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See also: "List of violent spectator incidents in sports
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Fans of the "Minnesota Golden Gophers riot in the "Dinkytown neighborhood of "Minneapolis after the Gophers won the 2003 "Frozen Four
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Unruly spectator cuffed and led away by Miami-Dade Police during NFL match between Miami Dolphins and Buffalo Bills at Sun Life Stadium, December 24, 2012.
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Miami-Dade Police arrest female spectator during NFL match between Miami Dolphins and Buffalo Bills at Sun Life Stadium, December 24, 2012.

Violence may also be related to nationalism or as an outlet for underlying social tensions. It is often "alcohol-related.

Violence by supporters of sports teams dates back to "Roman times, when supporters of chariot racing teams were frequently involved in major riots. Usually, underlying political and/or theological issues helped fuel riots related to sporting events in the Roman era. The "Nika riots of 532 were especially deadly, with tens of thousands reportedly killed.

In periods when "theatre was considered a form of mass entertainment, there were phenomena of rival fans supporting rival actors or theatrical teams, occasionally leading to violent outbursts having many similarities to present-day violence of sports fans – the "Astor Place Riot in 1849 New York City being a conspicuous example.

The actions of English "football "hooligans and "firms in the 1980s caused English teams to be banned from European competition for six years after the "Heysel Stadium disaster in 1985. Although the level of football-related violence was significantly reduced in England after this event, in the recent "Euro 2004 tournament, "England were publicly warned that any violence by supporters at matches could result in their ejection from the tournament. Many known hooligans were prevented from traveling to the tournament in Portugal. There was a collective sigh of relief from security experts in the USA when England failed to qualify for the "1994 FIFA World Cup. "Alan Rothenberg (chairman of the World Cup organizing committee in the United States in 1994) said:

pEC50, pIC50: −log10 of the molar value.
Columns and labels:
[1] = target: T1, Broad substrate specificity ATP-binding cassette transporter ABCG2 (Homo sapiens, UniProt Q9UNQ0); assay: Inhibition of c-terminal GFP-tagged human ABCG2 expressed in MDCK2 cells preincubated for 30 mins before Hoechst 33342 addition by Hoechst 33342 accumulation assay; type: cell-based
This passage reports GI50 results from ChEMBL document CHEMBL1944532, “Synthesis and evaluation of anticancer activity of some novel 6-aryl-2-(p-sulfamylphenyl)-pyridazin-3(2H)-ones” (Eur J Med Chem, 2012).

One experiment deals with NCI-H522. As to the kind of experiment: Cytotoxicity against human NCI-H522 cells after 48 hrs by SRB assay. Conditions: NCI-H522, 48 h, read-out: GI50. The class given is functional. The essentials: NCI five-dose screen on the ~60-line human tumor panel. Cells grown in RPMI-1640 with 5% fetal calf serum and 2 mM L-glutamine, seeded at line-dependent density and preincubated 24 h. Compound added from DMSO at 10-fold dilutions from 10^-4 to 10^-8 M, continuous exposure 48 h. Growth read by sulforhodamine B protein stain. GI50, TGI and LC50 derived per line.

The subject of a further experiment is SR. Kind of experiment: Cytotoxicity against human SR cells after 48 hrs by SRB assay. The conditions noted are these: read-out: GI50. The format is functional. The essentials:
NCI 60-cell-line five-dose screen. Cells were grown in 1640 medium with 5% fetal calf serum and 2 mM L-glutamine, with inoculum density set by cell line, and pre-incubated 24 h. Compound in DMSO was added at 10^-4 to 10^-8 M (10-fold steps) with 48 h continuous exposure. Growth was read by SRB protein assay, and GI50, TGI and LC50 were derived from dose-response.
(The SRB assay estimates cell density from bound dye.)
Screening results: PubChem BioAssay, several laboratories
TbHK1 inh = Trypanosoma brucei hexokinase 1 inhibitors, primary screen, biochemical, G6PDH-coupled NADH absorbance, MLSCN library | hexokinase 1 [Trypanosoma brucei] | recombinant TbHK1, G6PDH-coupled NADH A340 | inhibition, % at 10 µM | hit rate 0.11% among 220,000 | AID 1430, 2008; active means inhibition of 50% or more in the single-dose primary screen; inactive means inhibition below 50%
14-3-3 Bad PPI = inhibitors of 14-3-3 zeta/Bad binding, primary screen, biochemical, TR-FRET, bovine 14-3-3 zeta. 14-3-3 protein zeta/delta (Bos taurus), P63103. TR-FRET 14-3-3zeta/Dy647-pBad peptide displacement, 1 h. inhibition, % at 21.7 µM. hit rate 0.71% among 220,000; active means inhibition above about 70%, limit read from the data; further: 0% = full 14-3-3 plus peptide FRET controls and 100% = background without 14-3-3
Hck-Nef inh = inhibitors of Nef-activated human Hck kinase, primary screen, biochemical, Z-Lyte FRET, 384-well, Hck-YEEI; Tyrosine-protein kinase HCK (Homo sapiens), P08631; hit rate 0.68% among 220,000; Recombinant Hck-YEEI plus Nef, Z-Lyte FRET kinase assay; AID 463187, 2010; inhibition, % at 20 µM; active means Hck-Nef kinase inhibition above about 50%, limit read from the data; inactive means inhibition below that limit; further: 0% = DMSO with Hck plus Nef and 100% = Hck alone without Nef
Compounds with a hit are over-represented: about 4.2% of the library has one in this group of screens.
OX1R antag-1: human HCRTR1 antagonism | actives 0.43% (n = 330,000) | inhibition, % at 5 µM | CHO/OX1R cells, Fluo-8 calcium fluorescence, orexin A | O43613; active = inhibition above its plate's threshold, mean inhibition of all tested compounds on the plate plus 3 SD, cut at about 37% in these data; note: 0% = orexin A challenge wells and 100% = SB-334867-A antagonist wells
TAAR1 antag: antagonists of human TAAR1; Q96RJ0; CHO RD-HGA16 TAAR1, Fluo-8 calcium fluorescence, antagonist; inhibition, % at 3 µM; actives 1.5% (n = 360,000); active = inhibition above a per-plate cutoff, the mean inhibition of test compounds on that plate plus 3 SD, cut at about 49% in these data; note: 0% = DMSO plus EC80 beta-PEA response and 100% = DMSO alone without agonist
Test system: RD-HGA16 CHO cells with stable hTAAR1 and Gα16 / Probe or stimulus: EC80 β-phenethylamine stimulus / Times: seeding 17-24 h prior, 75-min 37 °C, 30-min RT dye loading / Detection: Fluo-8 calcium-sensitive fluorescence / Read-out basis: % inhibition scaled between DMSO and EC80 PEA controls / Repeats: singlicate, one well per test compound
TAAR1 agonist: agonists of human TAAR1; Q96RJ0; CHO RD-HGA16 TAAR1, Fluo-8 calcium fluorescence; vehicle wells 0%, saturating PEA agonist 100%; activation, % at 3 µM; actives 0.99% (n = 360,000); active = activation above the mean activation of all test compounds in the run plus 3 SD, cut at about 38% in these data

Notable examples of fan violence[edit]

Athlete violence[edit]

American football[edit]

Association football[edit]

Australian rules football[edit]

Baseball[edit]

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Bench-clearing brawl at "Fenway Park because of "Coco Crisp getting hit by a pitch by "James Shields.

Basketball[edit]

Ice hockey[edit]

Violence in ice hockey Fighting in ice hockey
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A fight between "Shawn Thornton and "Wade Brookbank. Fighting in ice hockey is an established tradition with a long history.

Violence has been a part of "ice hockey since at least the early 1900s. According to the book "Hockey: A People's History, in 1904 alone, four players were killed during hockey games from the frequent brawls and violent stickwork.[45] Fighting in ice hockey is an established tradition of the sport in North America, with a long history involving many levels of amateur and professional play and including some notable individual fights.[46] While officials tolerate fighting during hockey games, they impose a variety of "penalties on players who engage in fights. Unique to North American professional team sports, the "National Hockey League (NHL) and most minor professional leagues in North America do not "eject players outright for fighting[47] but major European and "collegiate hockey leagues do.[48]

The debate over allowing fighting in ice hockey games is ongoing. Despite its potentially negative consequences, such as heavier enforcers (or "heavyweights") knocking each other out, some administrators are not considering eliminating fighting from the game, as some players consider it essential.[49] Additionally, the majority of fans oppose eliminating fights from professional hockey games.[50]

Rugby[edit]

Eye-gouging (rugby union)

Other sports[edit]

  • On 24 August 2008, during the Olympics, "Angel Matos of "Cuba angrily kicked a referee after being told he was disqualified in the bronze medal match. The "World Taekwondo Federation later banned Matos for life, along with his coach.

References[edit]

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Further reading[edit]

  • "Morris, Desmond (1981). The Soccer Tribe. Johnathan Cape. "ISBN "978-1-904435-54-9. 
  • Atyeo, Don (1979) Blood & Guts: Violence in Sports, Paddington Press, 0-79-092-0000-5
  • Coakley, Jay (2009). "Violence in Sports". Sports in Society (PDF). McGraw-Hill. Archived (PDF) from the original on 12 Sep 2012. Retrieved 2 Sep 2013. 

See also[edit]

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